Oct 22, 2018 08:19 PM

Bike-Sharing, Ride-Hailing Firms Team Up to Take on Didi

Bicycles of Chinese bike-sharing service Hellobike are seen on a Shanghai street on July 5. Photo: IC
Bicycles of Chinese bike-sharing service Hellobike are seen on a Shanghai street on July 5. Photo: IC

Alibaba-backed bike-sharing startup HelloChuxing has formed an alliance with a minor ride-hailing company, ramping up its challenge to Didi Chuxing, which dominates the latter sector.

The shared-bike specialist, which launched its own cab-hailing service earlier this month, has partnered with Dida Chuxing in an arrangement to allow HelloChuxing users to hail Dida cabs on the HelloChuxing platform, the company announced on Friday. The service will be available in 81 Chinese cities, including Beijing and Guangzhou, on top of the three cities — Shanghai, Nanjing and Chengdu — where HelloChuxing’s own ride-hailing service is already available.

“By partnering with Dida, we hope to better serve our users and meet their transportation demands comprehensively,” CEO Yang Lei said in a statement.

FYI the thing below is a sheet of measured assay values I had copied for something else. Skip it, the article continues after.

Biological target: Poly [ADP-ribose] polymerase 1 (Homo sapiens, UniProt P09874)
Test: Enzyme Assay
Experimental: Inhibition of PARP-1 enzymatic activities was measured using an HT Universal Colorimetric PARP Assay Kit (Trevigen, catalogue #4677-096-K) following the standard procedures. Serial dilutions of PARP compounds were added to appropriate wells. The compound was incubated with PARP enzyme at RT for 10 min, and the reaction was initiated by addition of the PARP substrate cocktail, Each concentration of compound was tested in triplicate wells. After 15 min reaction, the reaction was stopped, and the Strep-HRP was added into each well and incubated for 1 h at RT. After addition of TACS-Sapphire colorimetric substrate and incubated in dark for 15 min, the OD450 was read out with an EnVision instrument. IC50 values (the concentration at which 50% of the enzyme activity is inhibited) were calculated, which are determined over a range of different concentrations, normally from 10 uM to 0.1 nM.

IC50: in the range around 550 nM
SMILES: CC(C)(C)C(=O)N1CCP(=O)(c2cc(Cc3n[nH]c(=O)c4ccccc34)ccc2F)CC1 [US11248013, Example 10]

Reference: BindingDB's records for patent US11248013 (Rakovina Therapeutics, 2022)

Founded in September 2016, the Shanghai-based company has had its current moniker since last month, when it renamed itself HelloChuxing — Hello TransTech in English — as part of an expansion into other transportation services.

Early this year, the company netted a 1.9 billion yuan ($274 million) investment from e-commerce juggernaut Alibaba Group Holding Ltd., valuing it at around $1.47 billion.

HelloChuxing’s drive into the ride-hailing market comes as the sector faces increasing regulatory scrutiny in the wake of the deaths of two passengers killed by Didi drivers while using the service.

While the incidents have raised question about Didi’s ability to protect passengers’ safety, it is still the undisputed industry leader, with more than 90% of the Chinese ride-hailing market.

Last month, China’s largest online-services company, Meituan Dianping — which launched a high-profile subsidy program to challenge Didi — said it will scale back the expansion of its ride-hailing offerings to Chinese cities other than Shanghai and Nanjing, Jiangsu province.

The market’s other smaller players have adopted differentiated business models to gain market share. For example, Dida also offers a car-pooling service. Beijing-based Shouqi specializes in a high-end chauffeur services.

Also, traditional automakers have jumped on the bandwagon recently, as they are worried that they could be left behind as consumers shift their transportation preference away from ownership.

In July, China’s three big state-owned automakers — FAW Group Corp., Dongfeng Motor Corp. and Changan Automobile Co. Ltd. — teamed up to set up a new company that will offer on-demand services that include car rental and ride-hailing.

Contact reporter Mo Yelin (

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